However, it might also be possible to legally exclude some of the earned income from tax and reduce your tax liability. Therefore, it is worth getting professional advice to ensure you fully understand your tax obligations as an expat.
Double taxation treaties
A lot of countries have taxation treaties with the United Kingdom. The primary purpose of double taxation treaties is to minimise the chance of double taxation on any income and is usually delivered through double tax relief. I.e. the Government of another country may allow a tax credit to reduce your tax liability in your home country if tax has already been paid in the UK.
However, if it is not carefully managed, it may still be possible to be taxed twice on the same income. Correctly understanding and utilising the double taxation treaties is difficult and should only be done with the support and guidance from a qualified tax advisor who can understand how to apply rules to maximise any tax credits.
UK tax requirements for expats
If you are an expat living in the UK, you are considered a UK non-dom and the first thing that needs to be established is whether you are a tax resident of the UK.
Introduced in April 2013, the Statutory Residence Test is a series of questions which ultimately determines your UK tax residence status.
If you are considered a tax resident of the UK, you will be liable to pay tax on your worldwide earnings to the UK government.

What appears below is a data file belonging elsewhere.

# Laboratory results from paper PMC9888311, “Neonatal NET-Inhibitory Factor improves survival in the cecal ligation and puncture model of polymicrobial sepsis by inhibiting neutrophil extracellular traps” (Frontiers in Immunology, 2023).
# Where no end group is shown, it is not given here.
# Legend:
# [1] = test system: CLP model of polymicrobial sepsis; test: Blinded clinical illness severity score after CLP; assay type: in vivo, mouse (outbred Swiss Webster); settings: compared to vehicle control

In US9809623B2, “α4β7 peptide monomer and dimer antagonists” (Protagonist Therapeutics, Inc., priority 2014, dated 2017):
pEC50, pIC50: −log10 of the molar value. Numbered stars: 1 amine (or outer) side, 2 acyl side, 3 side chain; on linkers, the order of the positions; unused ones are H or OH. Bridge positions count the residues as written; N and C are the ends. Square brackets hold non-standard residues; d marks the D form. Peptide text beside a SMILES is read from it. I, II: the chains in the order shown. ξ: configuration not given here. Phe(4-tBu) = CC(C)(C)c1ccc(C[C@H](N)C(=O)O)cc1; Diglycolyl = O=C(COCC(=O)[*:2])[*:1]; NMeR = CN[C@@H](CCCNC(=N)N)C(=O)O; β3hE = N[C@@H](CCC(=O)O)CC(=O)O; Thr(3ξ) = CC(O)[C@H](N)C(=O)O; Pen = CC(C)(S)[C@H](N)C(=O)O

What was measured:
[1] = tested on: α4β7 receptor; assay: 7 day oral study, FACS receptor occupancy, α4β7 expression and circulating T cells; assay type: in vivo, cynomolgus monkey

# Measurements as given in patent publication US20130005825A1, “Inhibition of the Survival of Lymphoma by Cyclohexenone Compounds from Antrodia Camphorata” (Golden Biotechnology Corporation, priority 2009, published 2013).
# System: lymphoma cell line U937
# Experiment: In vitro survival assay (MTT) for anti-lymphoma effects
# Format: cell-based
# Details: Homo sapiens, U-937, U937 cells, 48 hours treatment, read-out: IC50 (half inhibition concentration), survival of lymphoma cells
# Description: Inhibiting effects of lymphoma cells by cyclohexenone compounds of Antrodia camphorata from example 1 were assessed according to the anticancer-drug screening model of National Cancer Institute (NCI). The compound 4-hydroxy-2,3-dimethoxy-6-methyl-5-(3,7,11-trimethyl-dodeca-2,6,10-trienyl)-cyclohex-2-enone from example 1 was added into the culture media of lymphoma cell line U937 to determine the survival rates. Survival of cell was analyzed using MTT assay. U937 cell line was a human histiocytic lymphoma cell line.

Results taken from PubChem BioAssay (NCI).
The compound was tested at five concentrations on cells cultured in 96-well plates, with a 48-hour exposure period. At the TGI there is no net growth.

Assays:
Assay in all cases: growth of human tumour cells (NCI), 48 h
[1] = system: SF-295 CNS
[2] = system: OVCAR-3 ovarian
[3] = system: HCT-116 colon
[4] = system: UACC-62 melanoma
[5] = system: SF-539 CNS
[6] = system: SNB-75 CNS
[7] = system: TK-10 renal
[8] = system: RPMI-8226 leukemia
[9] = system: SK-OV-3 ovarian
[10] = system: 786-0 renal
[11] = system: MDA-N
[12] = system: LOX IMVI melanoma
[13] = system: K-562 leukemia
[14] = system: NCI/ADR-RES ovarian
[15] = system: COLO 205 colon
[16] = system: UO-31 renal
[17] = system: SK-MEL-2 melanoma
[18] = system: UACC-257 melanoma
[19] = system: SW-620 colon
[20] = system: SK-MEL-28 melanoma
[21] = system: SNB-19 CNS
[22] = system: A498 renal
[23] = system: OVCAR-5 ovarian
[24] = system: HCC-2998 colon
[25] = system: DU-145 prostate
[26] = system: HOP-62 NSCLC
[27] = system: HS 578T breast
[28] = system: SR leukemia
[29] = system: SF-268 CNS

If you are not considered a tax resident of the UK, you will only be liable for any income arising from work or investments in the UK (for example, a UK based salary, rental income or capital gains).
Under the remittance basis of taxation for non-doms, it is currently possible to pay to maintain a special tax status in the UK where you can technically be a tax resident in the UK, but only owe tax on income earned in the UK or income earned abroad which is remitted into the UK.
Income needed to be included to Self-Assessment Tax Return includes: earnings from employment, earnings from self-employment, receipts from most pension schemes (including state, company and personal), interest generated on the savings accounts (apart from ISA), income from shares, rental income and income paid to you from a trust.
Our team can help you to minimise the amount of income tax that is payable to the HMRC. Through our commitment to providing you with the latest tax advice, support and industry knowledge, our tax consultants can ensure that you pay only what you are liable for.
We can help you navigate through the UK tax system and meet your UK tax return obligations. Few people have sufficient time to give their financial affairs the full attention they deserve. When your wealth is held across a range of assets, such as land, company shares, property, investments, and trusts, it becomes even more difficult to manage and protect. Many of our private clients have complex interests in land, properties or businesses which need to be reflected on tax returns.
We are happy to deal with simple enquiries to clarify factual points on a tax return or more detailed and challenging technical queries, such as the deductibility of expenses, capital allowances, research and development tax credits or questions of residence and domicile and the taxability of overseas income and gains.
We can also provide advice on:
- Tax reliefs
- Tax efficient investments
- The tax consequences of establishing trusts and other structures
- Inheritance tax and succession planning